* Editor’s note: Texas Monthly Editor in Chief Tim Taliaferro on Wednesday published an editor’s note saying he had given CJR “the wrong impression” in an interview for this story. Read the letter.
The new editor in chief of Texas Monthly plans to pull back from the kind of longform and political coverage that gave the title a national profile to focus instead on lifestyle coverage, website enhancements, and a live-events business.
Tim Taliaferro, who took over after the sale of the magazine to Genesis Park LP, tells CJR it would be foolish to walk away from the history of the magazine, but he hopes to focus on growing the lifestyle vertical because “lifestyle sells Texas Monthly better.” He added, “Literary circles have a bias against lifestyle, but lifestyle is an important part of the magazine, including travel and food.”
The change has alums and current staffers worried about the potential for layoffs and the future of the magazine as a home for ambitious journalism and celebrated writing. Several top journalists have left, and others are updating resumes.
Texas Monthly bears the tagline “The National Magazine of Texas”–and it has lived up to the billing. Since its founding in 1973, the magazine has won 13 national magazine awards for public interest, politics, feature writing, and general excellence.
It was a mantle embraced by former owner Emmis Communications Corp, which sold the magazine in October 2016 to Genesis Park, a private equity firm co-founded by Paul Hobby, grandson of former Texas governor William P. Hobby, who owned the now-defunct Houston Post. The buyers quickly found a new editor in Taliaferro, 33, the former vice president for communications and digital strategy for Texas Exes (the University of Texas alumni association) and the editor in chief of Alcalde, UT’s alumni magazine.
Taliaferro spoke with CJR about his plans for Texas Monthly, which are a departure from the magazine’s long history of in-depth political coverage and longform journalism. Of his plans to scale back local political coverage, he says, “Texans don’t care about politics.” As an example of the coverage he plans to cut back on, Taliaferro cited stories on transgender bathrooms.
Taliaferro replaced former editor in chief Brian Sweany, who told D Magazine that he was going to hole up in his office, grow a beard, and work on a book. Since the sale, senior editor Erica Grieder quit with no new immediate employment plans, and web editor Andrea Valdez left to work as a site editor for Wired. Stacy Hollister, director of editorial operations, also left after the sale.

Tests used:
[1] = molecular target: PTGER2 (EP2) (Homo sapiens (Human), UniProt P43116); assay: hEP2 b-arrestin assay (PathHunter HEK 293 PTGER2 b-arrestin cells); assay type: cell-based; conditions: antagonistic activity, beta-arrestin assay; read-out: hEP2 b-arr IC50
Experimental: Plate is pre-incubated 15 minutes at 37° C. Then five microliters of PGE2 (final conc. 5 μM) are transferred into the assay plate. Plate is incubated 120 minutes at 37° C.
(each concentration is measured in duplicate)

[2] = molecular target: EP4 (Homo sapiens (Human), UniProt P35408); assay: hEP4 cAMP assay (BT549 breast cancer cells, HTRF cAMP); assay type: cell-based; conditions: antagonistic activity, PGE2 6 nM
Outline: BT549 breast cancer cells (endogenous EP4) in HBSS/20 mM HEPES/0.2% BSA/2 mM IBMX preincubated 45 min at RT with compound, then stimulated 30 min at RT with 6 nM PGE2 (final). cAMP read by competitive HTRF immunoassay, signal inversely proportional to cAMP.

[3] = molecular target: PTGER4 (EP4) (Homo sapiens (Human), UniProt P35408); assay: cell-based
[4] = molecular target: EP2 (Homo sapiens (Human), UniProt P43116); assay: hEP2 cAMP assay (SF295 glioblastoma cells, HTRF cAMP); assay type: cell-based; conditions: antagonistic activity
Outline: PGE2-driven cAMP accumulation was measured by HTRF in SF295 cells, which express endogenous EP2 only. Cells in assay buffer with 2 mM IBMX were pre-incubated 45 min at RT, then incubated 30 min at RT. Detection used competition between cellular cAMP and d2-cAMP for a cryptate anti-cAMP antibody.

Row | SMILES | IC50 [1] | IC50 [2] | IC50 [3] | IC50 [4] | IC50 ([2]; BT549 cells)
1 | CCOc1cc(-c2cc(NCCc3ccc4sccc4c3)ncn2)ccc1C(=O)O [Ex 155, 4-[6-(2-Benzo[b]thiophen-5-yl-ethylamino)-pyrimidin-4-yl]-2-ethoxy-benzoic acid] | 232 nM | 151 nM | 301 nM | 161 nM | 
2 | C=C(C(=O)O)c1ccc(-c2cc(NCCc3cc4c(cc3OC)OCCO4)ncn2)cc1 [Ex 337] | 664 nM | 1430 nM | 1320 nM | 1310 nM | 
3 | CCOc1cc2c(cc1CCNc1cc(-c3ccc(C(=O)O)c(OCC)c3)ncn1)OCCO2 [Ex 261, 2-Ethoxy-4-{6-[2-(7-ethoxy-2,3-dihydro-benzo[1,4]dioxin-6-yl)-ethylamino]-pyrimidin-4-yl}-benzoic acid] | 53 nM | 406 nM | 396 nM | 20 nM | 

Journalists on staff and alums reached by CJR described a gloomy feeling about the changes but declined to speak on the record. The magazine is known as an incubator for talent with writers such as Mimi Swartz, Skip Hollandsworth, Jan Reid, Gary Cartwright, and Pamela Colloff. The editor of The New York Times Magazine, Jake Silverstein, is a Texas Monthly alum.
The next shoe to drop for Texas Monthly employees may be layoffs: The $25-million sale agreement required former owner Emmis Communications Corp to set aside $3 million in severance related expenses. While no layoffs have been announced, when asked about the $3 million in severance, Taliaferro replied, “Where did you get those numbers?” Then he said the matter was a personnel issue and declined to comment further.
During Taliaferro’s tenure at Texas Exes, he expanded digital and multimedia offerings. He plans to do the same at Texas Monthly, growing what he calls, “comprehensive and immersive digital experiences.”
A statement on the Genesis Park website notes that “Genesis Park is the third owner of the Texas Monthly brand and will use its deep Texas relationships and media history to drive the brand into digital content, social media, expanded events, merchandising and a broader custom publishing business for the next chapter in Texas Monthly’s storied career.”
Genesis Park did not respond to requests for comment via phone and email concerning the magazine’s new direction.
When asked for comment on Taliaferro’s vision, former Texas Monthly editor in chief Evan Smith, who is now CEO of the Texas Tribune, replied simply, “Nah.”
TOP IMAGE: The skyline of Austin, Texas, where Texas Monthly is headquartered. Photo by KBaucherel via Pixabay